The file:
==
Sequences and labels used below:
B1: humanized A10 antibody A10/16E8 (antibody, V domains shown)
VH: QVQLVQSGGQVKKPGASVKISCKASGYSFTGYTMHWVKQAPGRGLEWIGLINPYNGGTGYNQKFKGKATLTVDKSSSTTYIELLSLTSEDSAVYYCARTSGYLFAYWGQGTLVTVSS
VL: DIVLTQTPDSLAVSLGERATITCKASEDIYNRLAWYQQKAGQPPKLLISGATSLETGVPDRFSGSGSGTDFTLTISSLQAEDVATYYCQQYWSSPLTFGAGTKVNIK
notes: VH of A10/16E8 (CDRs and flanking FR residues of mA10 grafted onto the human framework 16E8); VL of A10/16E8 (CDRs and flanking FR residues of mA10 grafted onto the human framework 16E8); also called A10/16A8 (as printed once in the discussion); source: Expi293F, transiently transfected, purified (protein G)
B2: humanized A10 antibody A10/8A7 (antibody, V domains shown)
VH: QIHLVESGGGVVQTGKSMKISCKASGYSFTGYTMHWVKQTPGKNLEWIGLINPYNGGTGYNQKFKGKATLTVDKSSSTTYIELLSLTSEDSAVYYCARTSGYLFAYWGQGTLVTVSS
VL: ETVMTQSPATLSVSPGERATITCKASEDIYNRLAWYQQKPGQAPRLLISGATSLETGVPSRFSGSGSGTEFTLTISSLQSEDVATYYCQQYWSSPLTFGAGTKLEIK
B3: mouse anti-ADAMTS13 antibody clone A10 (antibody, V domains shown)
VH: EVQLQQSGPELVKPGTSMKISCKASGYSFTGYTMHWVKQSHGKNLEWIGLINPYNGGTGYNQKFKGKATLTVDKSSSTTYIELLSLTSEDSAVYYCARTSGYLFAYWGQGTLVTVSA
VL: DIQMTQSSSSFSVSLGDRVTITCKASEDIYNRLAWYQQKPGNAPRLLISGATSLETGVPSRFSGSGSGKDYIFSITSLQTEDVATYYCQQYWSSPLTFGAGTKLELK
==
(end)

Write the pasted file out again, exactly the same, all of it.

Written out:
Sequences and labels used below:
B1: humanized A10 antibody A10/16E8 (antibody, V domains shown)
VH: QVQLVQSGGQVKKPGASVKISCKASGYSFTGYTMHWVKQAPGRGLEWIGLINPYNGGTGYNQKFKGKATLTVDKSSSTTYIELLSLTSEDSAVYYCARTSGYLFAYWGQGTLVTVSS
VL: DIVLTQTPDSLAVSLGERATITCKASEDIYNRLAWYQQKAGQPPKLLISGATSLETGVPDRFSGSGSGTDFTLTISSLQAEDVATYYCQQYWSSPLTFGAGTKVNIK
notes: VH of A10/16E8 (CDRs and flanking FR residues of mA10 grafted onto the human framework 16E8); VL of A10/16E8 (CDRs and flanking FR residues of mA10 grafted onto the human framework 16E8); also called A10/16A8 (as printed once in the discussion); source: Expi293F, transiently transfected, purified (protein G)
B2: humanized A10 antibody A10/8A7 (antibody, V domains shown)
VH: QIHLVESGGGVVQTGKSMKISCKASGYSFTGYTMHWVKQTPGKNLEWIGLINPYNGGTGYNQKFKGKATLTVDKSSSTTYIELLSLTSEDSAVYYCARTSGYLFAYWGQGTLVTVSS
VL: ETVMTQSPATLSVSPGERATITCKASEDIYNRLAWYQQKPGQAPRLLISGATSLETGVPSRFSGSGSGTEFTLTISSLQSEDVATYYCQQYWSSPLTFGAGTKLEIK
B3: mouse anti-ADAMTS13 antibody clone A10 (antibody, V domains shown)
VH: EVQLQQSGPELVKPGTSMKISCKASGYSFTGYTMHWVKQSHGKNLEWIGLINPYNGGTGYNQKFKGKATLTVDKSSSTTYIELLSLTSEDSAVYYCARTSGYLFAYWGQGTLVTVSA
VL: DIQMTQSSSSFSVSLGDRVTITCKASEDIYNRLAWYQQKPGNAPRLLISGATSLETGVPSRFSGSGSGKDYIFSITSLQTEDVATYYCQQYWSSPLTFGAGTKLELK